DESCRIPTION OF THE PREFERRED EMBODIMENT FIG. 1 shows the well known shunt Zener regulator circuit. The current through impedance element 2 is the sum of currents through a Zener diode 4 and a load impedance 6. As the magnitude of the voltage V1 at the input means varies or as a magnitude of the load impedance 6 varies, the resistance of the Zener diode 4 varies, thereby changing the current through the Zener 3,530,367 Patented Sept. 22, 1970 ICC Vi-Vz Rs where RS is the value of the impedance element 2. The Zener diode must be capable of dissipating the power associated with this maximum current.

When greater power capability is desired any attempt to parallel Zener diodes is usually doomed because of the ditliculty in obtaining precisely identical Zener diodes. The Zener diode which assumes all of the load fails when the remaining Zener diodes do not share the load.

The present allows the combining of any number of regulator circuits without precise matching of components. Each Zener diode 10, 12, 14 36 connect each connected with a respective current limiting resistor 20, 22, 24 26. Unilateral conducting means in the form of conventional diodes 30, 32, 34 36 connect each Zener diode to a load impedance 40. The diodes 30, 32, 34 36 allow the currents from all the regulators to flow into the load 40 and yet block the path between Zener diodes. The maximum current that can flow in any Zener diode for a given input voltage V1, therefore, is determined by the magnitude of its associated impedance element and the Zener voltage. The conventional diodes should be chosen to have similar voltage ratings and the impedance elements are to be of similar magnitude but precise matching is not necessary.

As the supply voltage V1 or the load impedance 40 is varied, the currents through all of the diodes will distribute according to the component tolerances. The maximum current in any one Zener diode, however, will never exceed the designed maximum, no current being fed to it by the other Zener diodes. Reliable operation is thereby insured.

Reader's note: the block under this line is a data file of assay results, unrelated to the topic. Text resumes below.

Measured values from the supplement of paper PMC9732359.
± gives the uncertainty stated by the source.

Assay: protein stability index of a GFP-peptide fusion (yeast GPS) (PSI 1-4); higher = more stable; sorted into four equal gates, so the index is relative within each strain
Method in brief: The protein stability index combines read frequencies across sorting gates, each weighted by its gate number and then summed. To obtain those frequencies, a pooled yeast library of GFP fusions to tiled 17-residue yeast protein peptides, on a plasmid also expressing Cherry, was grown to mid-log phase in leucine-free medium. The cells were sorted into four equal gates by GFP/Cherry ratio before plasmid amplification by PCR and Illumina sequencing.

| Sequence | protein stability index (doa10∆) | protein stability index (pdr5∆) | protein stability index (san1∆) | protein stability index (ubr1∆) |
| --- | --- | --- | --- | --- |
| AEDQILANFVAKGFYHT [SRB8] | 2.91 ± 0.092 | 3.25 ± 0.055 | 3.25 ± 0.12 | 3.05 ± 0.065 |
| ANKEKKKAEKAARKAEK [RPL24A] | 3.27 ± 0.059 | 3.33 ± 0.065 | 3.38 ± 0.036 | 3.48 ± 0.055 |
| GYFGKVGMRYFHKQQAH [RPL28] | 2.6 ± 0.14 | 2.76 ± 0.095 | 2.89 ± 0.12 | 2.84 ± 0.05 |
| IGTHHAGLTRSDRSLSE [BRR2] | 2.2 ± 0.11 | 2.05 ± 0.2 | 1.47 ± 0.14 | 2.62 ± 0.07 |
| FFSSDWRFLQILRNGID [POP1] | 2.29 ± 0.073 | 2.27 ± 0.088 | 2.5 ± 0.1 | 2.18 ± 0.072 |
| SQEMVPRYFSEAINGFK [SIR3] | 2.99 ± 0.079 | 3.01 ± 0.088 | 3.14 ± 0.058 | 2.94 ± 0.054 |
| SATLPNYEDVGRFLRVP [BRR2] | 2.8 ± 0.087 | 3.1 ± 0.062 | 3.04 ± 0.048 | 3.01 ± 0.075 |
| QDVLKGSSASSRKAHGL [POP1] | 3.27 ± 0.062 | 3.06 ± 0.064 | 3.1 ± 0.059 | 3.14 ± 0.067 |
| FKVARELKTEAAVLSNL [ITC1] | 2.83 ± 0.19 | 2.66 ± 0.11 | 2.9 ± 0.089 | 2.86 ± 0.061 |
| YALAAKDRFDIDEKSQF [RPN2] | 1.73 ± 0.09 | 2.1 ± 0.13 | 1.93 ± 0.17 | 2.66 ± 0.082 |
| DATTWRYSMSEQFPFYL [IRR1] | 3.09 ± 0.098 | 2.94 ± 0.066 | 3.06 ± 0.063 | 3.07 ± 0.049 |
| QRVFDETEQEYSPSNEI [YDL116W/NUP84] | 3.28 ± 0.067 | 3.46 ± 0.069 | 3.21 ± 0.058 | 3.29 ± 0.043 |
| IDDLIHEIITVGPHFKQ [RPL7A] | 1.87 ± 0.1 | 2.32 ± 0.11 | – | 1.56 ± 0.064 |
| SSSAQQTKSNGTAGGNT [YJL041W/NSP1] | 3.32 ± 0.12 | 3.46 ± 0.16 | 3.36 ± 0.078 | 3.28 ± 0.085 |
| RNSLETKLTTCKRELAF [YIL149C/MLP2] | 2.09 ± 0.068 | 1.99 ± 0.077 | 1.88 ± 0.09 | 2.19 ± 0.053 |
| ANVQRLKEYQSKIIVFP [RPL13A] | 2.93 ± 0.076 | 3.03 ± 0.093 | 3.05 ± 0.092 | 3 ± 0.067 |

More specifically, as the supply voltage V1 increases from a low value to a higher one the Zener diodes, will successively become conducting, starting with the Zener of lowest voltage break-over level. The load voltage will always remain between the value of the Zener which has become conducting and the break over voltage of the next higher voltage Zener. After the highest voltage Zener has become conducting no further increase in load voltage occurs. For example, assume a circuit with only 3 Zener diodes 10, 12 and 14 and that these were standard 10 volt 1-5% Zeners. The break-over voltage of any one could be anywhere between 9.5 volts and 10.5 volts since they are i5% diodes. For worst case, assume diodes 10, 12 and 14 have break-over voltages of 9.5, 10, and 10.5 volts respectively. The circuit would then regulate for any input, V1, over 9.5 volts. If V1 was greater than 9.5 but less than 10 volts, only Zener 10 would break over and regulate the output to 9.5 volts. If V1 were 10:3 volts, Zeners 10 and 12 would both conduct and the regulated output would be 10 volts. If V1 were greater than 10.5 volts all three Zeners 10, 12 and 14 would break-over and the regulated output would be 10.5 volts. This regulator provides a nominal l() volts since it actually varies over a 5% range. Or, stated another way, the maximum amount of regulation that can be obtained is a function of the tolerances between the diodes. This is not a handicap since this circuit does have the advantage of high power capability not obtainable otherwise.